A few days ago, I was chatting with a colleague and we somehow landed on the topic of white people being lazy in their social justice and racial justice work. We sighed and chuckled as we recalled how well-intentioned and well-meaning white people get so exasperated and frustrated when they realize they don’t have all of the answers in talking about race.
They sometimes know the basics such as listen to pocs, show up, know when to step-back, etc. but they stop there. Inevitably what comes out is “tell me what to do – tell me what to read and how to learn this.” What I hear is: I’m tired of being wrong, I don’t like being uncomfortable with not knowing or not being right, I don’t want to sound or look stupid or ignorant, I don’t want to mess up, and I want you to like me. I get it, no one likes feeling that way, but if you are human and engaging with the world all of those emotions, possibly shameful feelings are part of life (at least according to what I’ve read in the Brene Brown books).
This may sound counter to what I’ve written before and what other BIPOCs may have told you, but here it is: BIPOCs don’t have solutions for you. We often say stop and follow Black and Brown people’s lead, listen to us, and stop coming up with solutions to fix poc problems. I still wholly believe in this message, but here is where I want to nuance it – stop asking us to think and come up with YOUR solutions for your work and problems. On Monday my friend and colleague Vu wrote about Solutions Privilege – how privileged (white) people don’t want to accept or do the hard work of looking for solutions to problems. He points out the same problem through a slightly different lens.
I can’t fix your problems and my BIPOC friends can’t fix them for you either. In some cases, we’ve tried –we’ve explained, broken down examples, expended emotional labor, given data and in the end things stay the same. I can’t fix others, the only person who can change is the person who is ready to change.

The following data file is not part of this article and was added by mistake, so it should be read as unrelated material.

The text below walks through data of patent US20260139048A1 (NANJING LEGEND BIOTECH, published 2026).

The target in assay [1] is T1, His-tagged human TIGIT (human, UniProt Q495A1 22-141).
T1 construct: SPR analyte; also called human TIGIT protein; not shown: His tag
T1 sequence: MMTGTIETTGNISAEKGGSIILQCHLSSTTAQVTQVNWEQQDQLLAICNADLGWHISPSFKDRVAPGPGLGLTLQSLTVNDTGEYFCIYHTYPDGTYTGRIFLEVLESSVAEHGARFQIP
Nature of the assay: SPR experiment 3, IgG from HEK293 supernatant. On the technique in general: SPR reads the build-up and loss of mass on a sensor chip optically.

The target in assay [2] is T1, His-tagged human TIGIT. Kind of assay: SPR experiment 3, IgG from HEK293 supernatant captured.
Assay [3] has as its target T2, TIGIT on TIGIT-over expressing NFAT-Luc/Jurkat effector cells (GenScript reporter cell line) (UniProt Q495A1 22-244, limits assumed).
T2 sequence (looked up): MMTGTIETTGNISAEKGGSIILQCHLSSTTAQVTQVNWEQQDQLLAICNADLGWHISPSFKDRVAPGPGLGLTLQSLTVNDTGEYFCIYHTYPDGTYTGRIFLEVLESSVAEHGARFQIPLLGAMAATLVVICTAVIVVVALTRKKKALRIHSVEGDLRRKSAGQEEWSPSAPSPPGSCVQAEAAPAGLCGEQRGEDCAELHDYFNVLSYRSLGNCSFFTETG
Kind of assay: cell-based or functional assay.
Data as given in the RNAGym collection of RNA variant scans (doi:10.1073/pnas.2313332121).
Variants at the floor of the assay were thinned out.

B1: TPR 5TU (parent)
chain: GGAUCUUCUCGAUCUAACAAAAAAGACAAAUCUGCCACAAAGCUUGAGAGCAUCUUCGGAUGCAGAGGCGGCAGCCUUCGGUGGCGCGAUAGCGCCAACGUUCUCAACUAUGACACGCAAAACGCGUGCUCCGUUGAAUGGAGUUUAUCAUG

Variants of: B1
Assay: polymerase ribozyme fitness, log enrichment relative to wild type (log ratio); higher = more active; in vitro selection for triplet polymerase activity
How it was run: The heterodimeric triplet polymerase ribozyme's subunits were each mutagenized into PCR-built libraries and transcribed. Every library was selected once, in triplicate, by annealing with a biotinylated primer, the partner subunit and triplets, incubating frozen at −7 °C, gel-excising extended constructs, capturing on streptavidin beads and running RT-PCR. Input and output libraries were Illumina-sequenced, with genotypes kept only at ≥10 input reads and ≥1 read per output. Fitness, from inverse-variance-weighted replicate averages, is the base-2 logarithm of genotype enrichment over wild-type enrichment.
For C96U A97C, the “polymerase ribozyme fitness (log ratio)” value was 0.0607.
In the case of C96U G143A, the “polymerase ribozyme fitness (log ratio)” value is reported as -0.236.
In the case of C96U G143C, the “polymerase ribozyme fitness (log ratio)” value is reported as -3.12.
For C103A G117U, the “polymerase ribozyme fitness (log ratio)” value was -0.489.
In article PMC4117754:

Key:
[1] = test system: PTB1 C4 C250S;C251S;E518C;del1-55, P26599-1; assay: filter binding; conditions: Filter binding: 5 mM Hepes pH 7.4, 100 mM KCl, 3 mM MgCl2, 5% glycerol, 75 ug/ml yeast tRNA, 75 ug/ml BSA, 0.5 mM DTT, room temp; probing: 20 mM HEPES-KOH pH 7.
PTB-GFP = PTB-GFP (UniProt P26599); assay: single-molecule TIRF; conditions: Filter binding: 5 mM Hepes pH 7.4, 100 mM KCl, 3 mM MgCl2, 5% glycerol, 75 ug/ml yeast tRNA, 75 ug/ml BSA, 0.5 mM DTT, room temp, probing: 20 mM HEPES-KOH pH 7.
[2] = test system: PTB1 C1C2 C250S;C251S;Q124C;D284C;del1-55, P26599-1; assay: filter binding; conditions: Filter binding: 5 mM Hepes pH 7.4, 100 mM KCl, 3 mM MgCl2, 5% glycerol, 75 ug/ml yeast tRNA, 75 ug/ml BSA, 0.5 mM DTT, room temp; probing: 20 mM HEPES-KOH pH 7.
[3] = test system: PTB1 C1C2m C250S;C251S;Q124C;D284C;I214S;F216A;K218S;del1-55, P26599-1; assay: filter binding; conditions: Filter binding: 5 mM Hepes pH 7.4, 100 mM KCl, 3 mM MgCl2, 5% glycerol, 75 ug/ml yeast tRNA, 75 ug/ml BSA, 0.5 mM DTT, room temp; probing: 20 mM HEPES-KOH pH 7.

It is time for white people to put in some deep thinking and work around finding solutions to your own racist problems. There isn’t a worksheet developed by people of color that will teach you how not to mess up, there isn’t a manual or a TED Talk that will easily bring you to woke-ness. Tools like worksheets and reading articles and listening to NPR’s Code Switch podcast will help you learn but you must be willing to put in the time thinking, analyzing, talking to others and being willing to be humble to learn.
Stop Looking for Easy
Expecting others to spoon feed you solutions is too easy, like being given a grade school reading primer before reading chapter books. You’ll learn something from the easy books, but you won’t learn how to think for yourself, nor will you acquire the skills needed to have a deeper analysis around race.
We’re all thinking people who are capable to doing more than just accepting what is told to us. Racial equity work requires us to contextualize what we are learning and to humanize it. We can learn to hold multiple versions of stories and develop empathy for others. No single workbook or TED Talk will give you that, take the time to do some deep thinking and reflecting around race and power.
There also isn’t one way to gain this skill except to constantly practicing and asking yourself questions about race. As an example, today I was talking to a friend who teaches adults. She said in one of her classes she assigned students into several groups by race since the lessons were around identity work, the white students were evenly dispersed into the groups. The BIPOCs enjoyed the conversations and delved deeply into the session. The white students didn’t even notice the racial formation of the group. My friend said she was disappointed with the white student’s racial blindness. She’d been pushing them for several weeks to be more aware of their surroundings and how race plays into it. It also showed how the white students expect to be comfortable in most settings.
Do Some Harder Work
Start being conscious of how race impacts people’s daily lives. As an example, spend one day or one week recording where you spend your money. At the end of the day or week categorize where you spent your money – was it at predominately white owned businesses, who were the workers at the businesses – who is in management and who isn’t at the business, what neighborhoods did you shop in, if you shopped online why did you choose that business over another that is poc owned. Questions like these force us to think and examine how race impacts our lives. This isn’t a hard thing to do but it is uncomfortable forcing ourselves to slow down and really think about our choices in life.
There are many other ways to do harder work and harder thinking, but I’m not going to give you all the ways to do it – that would be the lazy spoon fed way of servicing your needs. Go think and enjoy the harder thinking.
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